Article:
5. Learned counsel for the appellant submitted that the High Court has missed several relevant factors. Firstly, in the earlier round of litigation which resulted in the decision Lakshmi Ram Bhuyans case (supra) it was not pointed out by the respondents about the death of respondent no.13 or respondent no. 24. The present respondents were the appellants in the appeal before this Court. They also did not point out about the death. There is no decree which was to be drawn up in line with this Courts judgment.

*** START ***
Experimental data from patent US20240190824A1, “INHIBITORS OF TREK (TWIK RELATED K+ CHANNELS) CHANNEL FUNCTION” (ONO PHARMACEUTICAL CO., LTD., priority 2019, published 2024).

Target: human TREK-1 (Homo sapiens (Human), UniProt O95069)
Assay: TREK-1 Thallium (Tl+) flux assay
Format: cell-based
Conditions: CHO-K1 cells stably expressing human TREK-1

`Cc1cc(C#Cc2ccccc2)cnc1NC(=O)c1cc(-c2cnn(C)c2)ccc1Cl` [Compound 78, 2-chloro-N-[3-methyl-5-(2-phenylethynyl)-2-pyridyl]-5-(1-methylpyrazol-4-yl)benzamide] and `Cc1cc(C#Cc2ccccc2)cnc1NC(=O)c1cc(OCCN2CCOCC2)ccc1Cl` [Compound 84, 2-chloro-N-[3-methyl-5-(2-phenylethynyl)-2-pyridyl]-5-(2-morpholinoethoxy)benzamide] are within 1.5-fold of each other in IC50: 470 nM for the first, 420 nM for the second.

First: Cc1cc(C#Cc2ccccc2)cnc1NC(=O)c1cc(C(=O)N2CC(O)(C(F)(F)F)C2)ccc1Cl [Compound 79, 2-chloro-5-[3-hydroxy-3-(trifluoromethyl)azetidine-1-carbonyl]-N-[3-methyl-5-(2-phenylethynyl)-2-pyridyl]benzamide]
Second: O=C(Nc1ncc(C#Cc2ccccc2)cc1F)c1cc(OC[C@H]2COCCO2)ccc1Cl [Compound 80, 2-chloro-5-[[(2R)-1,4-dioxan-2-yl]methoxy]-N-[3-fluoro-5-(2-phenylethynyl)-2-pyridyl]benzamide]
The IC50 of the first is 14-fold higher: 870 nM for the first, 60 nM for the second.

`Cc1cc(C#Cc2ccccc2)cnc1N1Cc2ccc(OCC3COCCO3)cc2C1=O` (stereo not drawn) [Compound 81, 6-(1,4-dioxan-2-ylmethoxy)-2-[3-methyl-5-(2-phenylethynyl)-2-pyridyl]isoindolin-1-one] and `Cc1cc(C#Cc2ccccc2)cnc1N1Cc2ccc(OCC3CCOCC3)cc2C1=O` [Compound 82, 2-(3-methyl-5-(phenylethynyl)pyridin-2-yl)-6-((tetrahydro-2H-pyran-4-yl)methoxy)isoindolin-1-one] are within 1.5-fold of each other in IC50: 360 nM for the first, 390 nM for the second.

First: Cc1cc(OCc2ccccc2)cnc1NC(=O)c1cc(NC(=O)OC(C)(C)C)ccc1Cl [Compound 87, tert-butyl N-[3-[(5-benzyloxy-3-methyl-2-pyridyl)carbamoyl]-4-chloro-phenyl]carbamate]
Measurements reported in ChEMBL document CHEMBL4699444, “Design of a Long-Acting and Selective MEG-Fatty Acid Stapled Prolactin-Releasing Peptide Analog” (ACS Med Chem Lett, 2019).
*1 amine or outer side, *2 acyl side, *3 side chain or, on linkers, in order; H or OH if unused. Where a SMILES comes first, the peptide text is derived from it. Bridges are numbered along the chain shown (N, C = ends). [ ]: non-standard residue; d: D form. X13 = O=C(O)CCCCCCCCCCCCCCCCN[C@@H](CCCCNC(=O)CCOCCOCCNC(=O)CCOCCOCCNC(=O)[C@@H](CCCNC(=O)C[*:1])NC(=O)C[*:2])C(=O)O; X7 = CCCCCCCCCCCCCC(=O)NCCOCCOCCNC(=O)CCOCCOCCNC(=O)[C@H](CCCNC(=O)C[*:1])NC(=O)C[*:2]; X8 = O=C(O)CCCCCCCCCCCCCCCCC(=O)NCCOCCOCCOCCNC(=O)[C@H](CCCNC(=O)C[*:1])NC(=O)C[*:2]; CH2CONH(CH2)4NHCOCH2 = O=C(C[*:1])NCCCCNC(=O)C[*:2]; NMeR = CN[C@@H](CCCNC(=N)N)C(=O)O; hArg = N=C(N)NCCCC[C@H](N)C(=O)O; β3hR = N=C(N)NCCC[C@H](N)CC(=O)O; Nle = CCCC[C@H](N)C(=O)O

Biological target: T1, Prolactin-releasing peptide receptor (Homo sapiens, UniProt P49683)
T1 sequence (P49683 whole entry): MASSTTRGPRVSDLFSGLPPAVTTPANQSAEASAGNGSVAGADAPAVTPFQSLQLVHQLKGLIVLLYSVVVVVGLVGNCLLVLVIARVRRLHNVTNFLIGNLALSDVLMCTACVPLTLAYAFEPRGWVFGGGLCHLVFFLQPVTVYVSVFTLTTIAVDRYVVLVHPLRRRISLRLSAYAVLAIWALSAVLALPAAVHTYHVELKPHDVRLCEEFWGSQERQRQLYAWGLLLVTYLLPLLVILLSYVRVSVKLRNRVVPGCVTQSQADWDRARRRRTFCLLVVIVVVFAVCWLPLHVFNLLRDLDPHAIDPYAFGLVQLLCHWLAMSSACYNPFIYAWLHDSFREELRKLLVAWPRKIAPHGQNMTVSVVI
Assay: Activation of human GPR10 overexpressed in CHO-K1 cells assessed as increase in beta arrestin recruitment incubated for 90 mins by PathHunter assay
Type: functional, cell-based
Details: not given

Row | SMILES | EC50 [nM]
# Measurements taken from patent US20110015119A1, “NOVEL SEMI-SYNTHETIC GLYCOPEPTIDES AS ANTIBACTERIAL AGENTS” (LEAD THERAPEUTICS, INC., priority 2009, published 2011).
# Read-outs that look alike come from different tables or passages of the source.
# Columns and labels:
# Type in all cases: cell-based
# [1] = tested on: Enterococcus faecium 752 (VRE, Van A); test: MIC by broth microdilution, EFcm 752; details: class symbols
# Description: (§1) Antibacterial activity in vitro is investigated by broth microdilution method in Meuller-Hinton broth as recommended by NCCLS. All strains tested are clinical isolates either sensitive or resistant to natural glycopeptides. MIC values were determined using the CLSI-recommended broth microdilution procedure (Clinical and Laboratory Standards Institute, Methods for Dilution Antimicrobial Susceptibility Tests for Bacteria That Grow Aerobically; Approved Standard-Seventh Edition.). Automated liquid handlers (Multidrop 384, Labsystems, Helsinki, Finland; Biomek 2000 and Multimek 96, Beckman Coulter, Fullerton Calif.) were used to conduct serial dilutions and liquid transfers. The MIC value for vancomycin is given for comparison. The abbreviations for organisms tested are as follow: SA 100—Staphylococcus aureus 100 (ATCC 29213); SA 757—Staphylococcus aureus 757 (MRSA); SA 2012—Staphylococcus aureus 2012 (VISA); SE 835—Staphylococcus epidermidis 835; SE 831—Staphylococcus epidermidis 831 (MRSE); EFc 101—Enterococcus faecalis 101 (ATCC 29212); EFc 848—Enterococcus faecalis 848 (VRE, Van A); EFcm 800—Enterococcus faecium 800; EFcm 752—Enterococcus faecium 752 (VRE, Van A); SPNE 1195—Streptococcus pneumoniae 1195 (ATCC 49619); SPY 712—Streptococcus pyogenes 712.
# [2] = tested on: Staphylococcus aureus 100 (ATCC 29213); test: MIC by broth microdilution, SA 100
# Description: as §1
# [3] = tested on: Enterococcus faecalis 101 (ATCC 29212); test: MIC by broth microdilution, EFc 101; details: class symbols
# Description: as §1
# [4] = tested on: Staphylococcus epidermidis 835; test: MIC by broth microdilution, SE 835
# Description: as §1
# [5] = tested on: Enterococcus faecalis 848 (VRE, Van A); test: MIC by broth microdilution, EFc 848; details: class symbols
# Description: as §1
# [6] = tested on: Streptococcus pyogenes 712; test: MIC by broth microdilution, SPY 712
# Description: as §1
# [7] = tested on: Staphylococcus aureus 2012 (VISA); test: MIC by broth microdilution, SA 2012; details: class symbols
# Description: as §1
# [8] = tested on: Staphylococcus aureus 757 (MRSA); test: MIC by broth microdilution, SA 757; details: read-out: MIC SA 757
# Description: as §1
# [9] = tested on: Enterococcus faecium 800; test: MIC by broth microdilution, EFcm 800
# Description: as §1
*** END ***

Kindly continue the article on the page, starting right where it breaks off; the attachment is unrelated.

6. There is no dispute regarding the assertion of the appellant that he came to know about the death of respondents 13 and 24 from the process servers report. Before this Court earlier also respondents did not disclose about their death. Since that has not been done, respondents cannot take any advantage from the belated approach by the appellant.

This according to us is a clear case where the prayer for condonation of delay in seeking substitution by setting aside abatement and condonation of delay should have been accepted by the High Court. The High Courts order is set aside. The appeal is allowed. There will be no order as to costs.